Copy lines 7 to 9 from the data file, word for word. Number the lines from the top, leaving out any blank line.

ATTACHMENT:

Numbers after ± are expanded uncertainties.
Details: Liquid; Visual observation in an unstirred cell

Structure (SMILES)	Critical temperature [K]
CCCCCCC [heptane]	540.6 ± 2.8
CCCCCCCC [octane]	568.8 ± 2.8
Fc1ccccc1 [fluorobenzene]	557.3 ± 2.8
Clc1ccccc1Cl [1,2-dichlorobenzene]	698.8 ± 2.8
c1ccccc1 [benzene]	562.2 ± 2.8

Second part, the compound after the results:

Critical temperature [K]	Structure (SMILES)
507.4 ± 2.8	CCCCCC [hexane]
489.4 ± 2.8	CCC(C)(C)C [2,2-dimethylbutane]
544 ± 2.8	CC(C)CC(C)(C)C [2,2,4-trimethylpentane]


Clc1ccccc1Cl [1,2-dichlorobenzene]	698.8 ± 2.8
c1ccccc1 [benzene]	562.2 ± 2.8

Second part, the compound after the results: